Live Better
 
 

A day at the tennis: a survival guide

It’s a big day out – so make sure your memories are of the serves, not your sunburn.

While the spectator’s role in the Australian Open is nowhere near as gruelling as those epic five setters we’re treated to, there are plenty of little things to help make a good day great.

1. Be sun smart.

Reapply sunscreen regularly and bring along a light shirt or towel to throw over your shoulders if you have seats in the sun. This can be soaked with water during the breaks to help keep you cool. Pack a hat that shades your face and keep the back of your neck protected.

2. Drink up.

Water really is your best friend under a hot sun so make sure you have plenty on hand. During busy days the queues to buy water can be long and it gets expensive topping up throughout the day. Bring along a water bottle and use the drinking fountains and stands to fill up regularly.

3. Snack time.

There are plenty of healthy food choices at the Open and it’s fun to have a wander and discover the options. Supplement your purchases by bringing in some snacks so you have something to keep you energised during the longer games. Think mixed nuts, fresh fruit, a tub of yogurt, muesli bars, rice cakes, savoury muffins, cheese and crackers or even sandwiches.

4. Explore the area.

While the matches are the focus, there are plenty of other activities to mix it up. Take in some live music on Grand Slam Oval, watch the tennis stringers work their magic on the 500+ players’ racquets and look the part with some fan gear from the official Australian Open shops. Inspired to pick up a racquet and have a hit yourself? Make sure you visit the Medibank activation space for a centre court experience!

5. Plan your day.

Before you arrive, put a bit of thought into who you want to see play and where. Once you arrive, you’ll be glad you did as the buzzing crowds and intense atmosphere take centre stage.

6. Stay local.

If you’re visiting Melbourne for the tournament, think about staying nearby. Hard core fans who want to catch plenty of games will spend most of their time at the venue, often into the early hours of the morning, and staying within walking distance can make it much more enjoyable.

Latest Articles

Exercise

Making sports accessible for kids of all abilities

AllPlay helps to create more inclusive play spaces.

Read more
Exercise

How to make your workout a game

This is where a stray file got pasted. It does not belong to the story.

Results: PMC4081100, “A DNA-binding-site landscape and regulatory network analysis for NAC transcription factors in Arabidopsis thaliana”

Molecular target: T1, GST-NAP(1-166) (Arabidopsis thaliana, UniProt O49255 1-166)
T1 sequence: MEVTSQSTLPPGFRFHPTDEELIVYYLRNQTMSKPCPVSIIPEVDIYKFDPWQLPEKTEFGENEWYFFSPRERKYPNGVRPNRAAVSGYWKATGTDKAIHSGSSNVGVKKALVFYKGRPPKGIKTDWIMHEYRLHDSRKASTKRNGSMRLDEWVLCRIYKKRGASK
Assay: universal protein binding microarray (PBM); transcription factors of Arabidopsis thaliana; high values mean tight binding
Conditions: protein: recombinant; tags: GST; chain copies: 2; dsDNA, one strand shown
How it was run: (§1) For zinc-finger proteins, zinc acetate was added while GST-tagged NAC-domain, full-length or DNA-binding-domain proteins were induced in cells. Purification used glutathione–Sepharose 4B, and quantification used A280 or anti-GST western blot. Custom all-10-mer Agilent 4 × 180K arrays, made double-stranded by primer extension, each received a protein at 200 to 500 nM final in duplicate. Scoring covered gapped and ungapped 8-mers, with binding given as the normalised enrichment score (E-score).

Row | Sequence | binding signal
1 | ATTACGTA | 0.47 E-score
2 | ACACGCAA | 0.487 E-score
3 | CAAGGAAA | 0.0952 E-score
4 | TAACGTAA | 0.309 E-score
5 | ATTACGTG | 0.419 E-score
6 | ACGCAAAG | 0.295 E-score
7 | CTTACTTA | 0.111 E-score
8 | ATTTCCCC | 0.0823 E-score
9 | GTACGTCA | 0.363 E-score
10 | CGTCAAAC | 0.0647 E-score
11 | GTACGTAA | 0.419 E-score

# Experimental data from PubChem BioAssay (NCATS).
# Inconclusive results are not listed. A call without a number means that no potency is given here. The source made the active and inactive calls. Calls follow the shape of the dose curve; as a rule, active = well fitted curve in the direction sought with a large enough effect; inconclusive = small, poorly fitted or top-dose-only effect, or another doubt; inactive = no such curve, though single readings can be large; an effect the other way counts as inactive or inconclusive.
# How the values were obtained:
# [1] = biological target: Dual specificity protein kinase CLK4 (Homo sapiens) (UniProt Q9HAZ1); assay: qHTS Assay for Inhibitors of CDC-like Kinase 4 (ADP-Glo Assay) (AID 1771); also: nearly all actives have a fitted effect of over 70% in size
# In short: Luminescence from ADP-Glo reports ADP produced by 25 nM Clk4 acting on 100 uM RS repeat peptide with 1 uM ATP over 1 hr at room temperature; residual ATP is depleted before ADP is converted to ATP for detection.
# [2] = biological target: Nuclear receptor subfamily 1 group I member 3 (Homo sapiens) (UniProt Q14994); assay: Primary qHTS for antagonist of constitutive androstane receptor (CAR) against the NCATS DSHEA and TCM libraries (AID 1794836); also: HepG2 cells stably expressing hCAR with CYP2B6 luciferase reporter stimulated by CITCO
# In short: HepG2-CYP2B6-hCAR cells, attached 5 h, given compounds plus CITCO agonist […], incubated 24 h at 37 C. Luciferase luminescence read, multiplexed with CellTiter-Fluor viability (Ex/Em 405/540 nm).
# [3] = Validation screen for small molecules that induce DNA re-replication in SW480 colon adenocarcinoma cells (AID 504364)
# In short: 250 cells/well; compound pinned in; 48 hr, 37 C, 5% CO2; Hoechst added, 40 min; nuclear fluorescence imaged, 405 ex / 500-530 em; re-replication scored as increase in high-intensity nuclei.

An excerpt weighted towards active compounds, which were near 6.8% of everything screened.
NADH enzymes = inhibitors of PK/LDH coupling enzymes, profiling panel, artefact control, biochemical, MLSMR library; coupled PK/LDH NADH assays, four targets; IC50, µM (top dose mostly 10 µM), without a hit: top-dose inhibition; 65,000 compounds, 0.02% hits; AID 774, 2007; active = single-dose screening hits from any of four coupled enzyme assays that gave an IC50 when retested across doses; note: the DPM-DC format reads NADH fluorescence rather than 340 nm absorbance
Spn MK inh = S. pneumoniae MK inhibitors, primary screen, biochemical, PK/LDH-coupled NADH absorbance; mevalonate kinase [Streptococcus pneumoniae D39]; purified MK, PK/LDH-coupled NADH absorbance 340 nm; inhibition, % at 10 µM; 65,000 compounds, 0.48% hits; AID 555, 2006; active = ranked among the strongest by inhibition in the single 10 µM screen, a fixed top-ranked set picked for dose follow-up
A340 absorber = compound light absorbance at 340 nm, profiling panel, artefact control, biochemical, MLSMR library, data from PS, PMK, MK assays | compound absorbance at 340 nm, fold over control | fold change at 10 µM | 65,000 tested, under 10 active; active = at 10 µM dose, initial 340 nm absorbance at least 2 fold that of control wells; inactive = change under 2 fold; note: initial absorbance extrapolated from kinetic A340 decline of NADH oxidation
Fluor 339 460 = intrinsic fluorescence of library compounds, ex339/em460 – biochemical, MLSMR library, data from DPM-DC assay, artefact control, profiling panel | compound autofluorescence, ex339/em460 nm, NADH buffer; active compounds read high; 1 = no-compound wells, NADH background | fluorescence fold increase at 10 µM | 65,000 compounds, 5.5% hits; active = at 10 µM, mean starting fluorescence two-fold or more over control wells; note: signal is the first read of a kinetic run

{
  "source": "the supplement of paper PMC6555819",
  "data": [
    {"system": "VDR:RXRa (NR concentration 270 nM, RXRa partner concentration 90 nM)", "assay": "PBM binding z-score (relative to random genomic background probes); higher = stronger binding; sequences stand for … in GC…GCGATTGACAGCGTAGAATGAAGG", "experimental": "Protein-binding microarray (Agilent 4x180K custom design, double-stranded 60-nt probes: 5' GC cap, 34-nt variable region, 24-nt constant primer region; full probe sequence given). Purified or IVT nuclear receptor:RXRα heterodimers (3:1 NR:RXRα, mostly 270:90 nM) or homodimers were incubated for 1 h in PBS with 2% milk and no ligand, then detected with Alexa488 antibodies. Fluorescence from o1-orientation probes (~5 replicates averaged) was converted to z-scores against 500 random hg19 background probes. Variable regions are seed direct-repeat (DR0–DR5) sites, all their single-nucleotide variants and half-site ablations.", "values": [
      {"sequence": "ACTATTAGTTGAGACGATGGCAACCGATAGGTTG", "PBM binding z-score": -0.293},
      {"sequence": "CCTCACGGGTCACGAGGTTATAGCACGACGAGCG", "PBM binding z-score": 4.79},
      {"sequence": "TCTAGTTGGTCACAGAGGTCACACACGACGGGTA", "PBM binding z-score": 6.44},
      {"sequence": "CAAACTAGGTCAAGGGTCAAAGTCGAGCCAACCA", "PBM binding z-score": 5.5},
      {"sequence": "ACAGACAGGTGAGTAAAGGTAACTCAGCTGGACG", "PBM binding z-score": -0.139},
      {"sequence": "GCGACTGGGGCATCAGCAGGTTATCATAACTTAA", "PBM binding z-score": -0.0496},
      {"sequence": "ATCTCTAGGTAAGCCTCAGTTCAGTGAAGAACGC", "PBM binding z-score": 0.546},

Recharge your motivation by injecting an element of play.

Read more
Exercise

Physical activity hits a 10-year high

Data reveals Australians are exercising more.

Read more
Exercise

How sport can inspire recovery and connection

Jocelyn takes aim at the Invictus Games Sydney 2018.

Read more
Exercise

The healing power of sport

The Invictus Games celebrate the unconquered spirit.

Read more
Exercise

How to train for a running event

Tips to get you crossing the finish line smiling.

Read more
Exercise

Hiking for beginners: how to get started

The gear you need, staying safe, and where to go.

Read more
youtubeui-checkbox-tickui-checkbox-emptyui-checkbox-crosstwitterui-checkbox-tickWellbeing and mindfulness 1Physical Health 1Positive psychology 101 1Wellbeing and mindfulness 4All about gut health 1Understanding Genetics 4Planning for Pregnancy 2During Pregnancy 3The mind-gut connection 4The mind-gut connection 1New Parents 3Page 1Group 10During Pregnancy 2Page 1Physical Health 2Planning for Pregnancy 1Positive psychology 101 1Positive psychology 101 4Planning for Pregnancy 4Understanding Genetics 1Physical Health 4Planning for Pregnancy 3Nutrition 4New Parents 1New Parents 3 CopyMovement for your mind 4Wellbeing and mindfulness 2Nutrition 2sob-icon__mind-bodysob-icon__man-with-laptopAll about gut health 2Positive psychology 101 3Positive psychology 101 2Physical Health 3Wellbeing and mindfulness 3All about gut health 3genetics-changing-what-your-givenUnderstanding Genetics 2During Pregnancy 1Movement for your mind 2Movement for your mind 1Movement for your mind 3During Pregnancy 4